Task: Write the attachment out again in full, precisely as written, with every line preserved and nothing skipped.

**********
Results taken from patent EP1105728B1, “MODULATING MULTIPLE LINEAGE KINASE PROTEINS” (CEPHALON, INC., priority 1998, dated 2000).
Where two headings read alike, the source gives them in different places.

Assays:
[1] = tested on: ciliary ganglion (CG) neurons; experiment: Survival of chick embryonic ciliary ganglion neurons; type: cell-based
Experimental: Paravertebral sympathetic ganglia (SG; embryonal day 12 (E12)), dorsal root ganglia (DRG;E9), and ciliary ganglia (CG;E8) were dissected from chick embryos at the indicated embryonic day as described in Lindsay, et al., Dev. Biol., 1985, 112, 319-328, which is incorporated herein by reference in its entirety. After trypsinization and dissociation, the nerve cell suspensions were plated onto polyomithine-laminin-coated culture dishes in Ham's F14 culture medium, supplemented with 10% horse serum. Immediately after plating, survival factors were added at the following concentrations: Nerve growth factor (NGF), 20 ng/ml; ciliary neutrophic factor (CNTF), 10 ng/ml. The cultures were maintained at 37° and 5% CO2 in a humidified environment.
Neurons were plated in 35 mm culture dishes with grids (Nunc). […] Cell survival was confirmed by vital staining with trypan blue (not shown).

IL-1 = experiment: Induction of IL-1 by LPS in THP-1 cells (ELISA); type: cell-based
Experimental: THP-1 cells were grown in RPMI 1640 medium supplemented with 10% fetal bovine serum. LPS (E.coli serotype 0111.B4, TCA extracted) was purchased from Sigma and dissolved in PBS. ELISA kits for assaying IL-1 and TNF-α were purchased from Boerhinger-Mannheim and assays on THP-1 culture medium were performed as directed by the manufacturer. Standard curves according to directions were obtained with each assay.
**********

Results taken from patent EP1105728B1, “MODULATING MULTIPLE LINEAGE KINASE PROTEINS” (CEPHALON, INC., priority 1998, dated 2000).
Where two headings read alike, the source gives them in different places.

Assays:
[1] = tested on: ciliary ganglion (CG) neurons; experiment: Survival of chick embryonic ciliary ganglion neurons; type: cell-based
Experimental: Paravertebral sympathetic ganglia (SG; embryonal day 12 (E12)), dorsal root ganglia (DRG;E9), and ciliary ganglia (CG;E8) were dissected from chick embryos at the indicated embryonic day as described in Lindsay, et al., Dev. Biol., 1985, 112, 319-328, which is incorporated herein by reference in its entirety. After trypsinization and dissociation, the nerve cell suspensions were plated onto polyomithine-laminin-coated culture dishes in Ham's F14 culture medium, supplemented with 10% horse serum. Immediately after plating, survival factors were added at the following concentrations: Nerve growth factor (NGF), 20 ng/ml; ciliary neutrophic factor (CNTF), 10 ng/ml. The cultures were maintained at 37° and 5% CO2 in a humidified environment.
Neurons were plated in 35 mm culture dishes with grids (Nunc). […] Cell survival was confirmed by vital staining with trypan blue (not shown).

IL-1 = experiment: Induction of IL-1 by LPS in THP-1 cells (ELISA); type: cell-based
Experimental: THP-1 cells were grown in RPMI 1640 medium supplemented with 10% fetal bovine serum. LPS (E.coli serotype 0111.B4, TCA extracted) was purchased from Sigma and dissolved in PBS. ELISA kits for assaying IL-1 and TNF-α were purchased from Boerhinger-Mannheim and assays on THP-1 culture medium were performed as directed by the manufacturer. Standard curves according to directions were obtained with each assay.